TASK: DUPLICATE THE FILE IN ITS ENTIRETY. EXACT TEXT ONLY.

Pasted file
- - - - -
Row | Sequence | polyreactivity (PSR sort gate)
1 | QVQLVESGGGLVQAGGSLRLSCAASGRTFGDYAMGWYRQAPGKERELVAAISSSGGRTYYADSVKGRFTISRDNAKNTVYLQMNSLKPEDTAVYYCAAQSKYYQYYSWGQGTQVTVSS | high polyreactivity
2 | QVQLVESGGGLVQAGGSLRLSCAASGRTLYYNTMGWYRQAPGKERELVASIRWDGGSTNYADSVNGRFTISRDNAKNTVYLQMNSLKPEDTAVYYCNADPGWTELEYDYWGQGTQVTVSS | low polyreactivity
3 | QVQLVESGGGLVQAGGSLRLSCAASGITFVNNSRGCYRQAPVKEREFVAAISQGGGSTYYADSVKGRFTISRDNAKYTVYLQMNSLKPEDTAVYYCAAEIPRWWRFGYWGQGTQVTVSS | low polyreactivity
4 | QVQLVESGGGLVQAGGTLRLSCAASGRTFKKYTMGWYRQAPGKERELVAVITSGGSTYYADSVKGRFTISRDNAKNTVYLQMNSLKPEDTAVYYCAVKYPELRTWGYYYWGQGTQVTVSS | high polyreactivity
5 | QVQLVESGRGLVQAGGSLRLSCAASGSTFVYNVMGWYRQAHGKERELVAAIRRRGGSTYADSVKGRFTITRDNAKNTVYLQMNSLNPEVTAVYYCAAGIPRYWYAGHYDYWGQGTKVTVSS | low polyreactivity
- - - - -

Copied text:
Row | Sequence | polyreactivity (PSR sort gate)
1 | QVQLVESGGGLVQAGGSLRLSCAASGRTFGDYAMGWYRQAPGKERELVAAISSSGGRTYYADSVKGRFTISRDNAKNTVYLQMNSLKPEDTAVYYCAAQSKYYQYYSWGQGTQVTVSS | high polyreactivity
2 | QVQLVESGGGLVQAGGSLRLSCAASGRTLYYNTMGWYRQAPGKERELVASIRWDGGSTNYADSVNGRFTISRDNAKNTVYLQMNSLKPEDTAVYYCNADPGWTELEYDYWGQGTQVTVSS | low polyreactivity
3 | QVQLVESGGGLVQAGGSLRLSCAASGITFVNNSRGCYRQAPVKEREFVAAISQGGGSTYYADSVKGRFTISRDNAKYTVYLQMNSLKPEDTAVYYCAAEIPRWWRFGYWGQGTQVTVSS | low polyreactivity
4 | QVQLVESGGGLVQAGGTLRLSCAASGRTFKKYTMGWYRQAPGKERELVAVITSGGSTYYADSVKGRFTISRDNAKNTVYLQMNSLKPEDTAVYYCAVKYPELRTWGYYYWGQGTQVTVSS | high polyreactivity
5 | QVQLVESGRGLVQAGGSLRLSCAASGSTFVYNVMGWYRQAHGKERELVAAIRRRGGSTYADSVKGRFTITRDNAKNTVYLQMNSLNPEVTAVYYCAAGIPRYWYAGHYDYWGQGTKVTVSS | low polyreactivity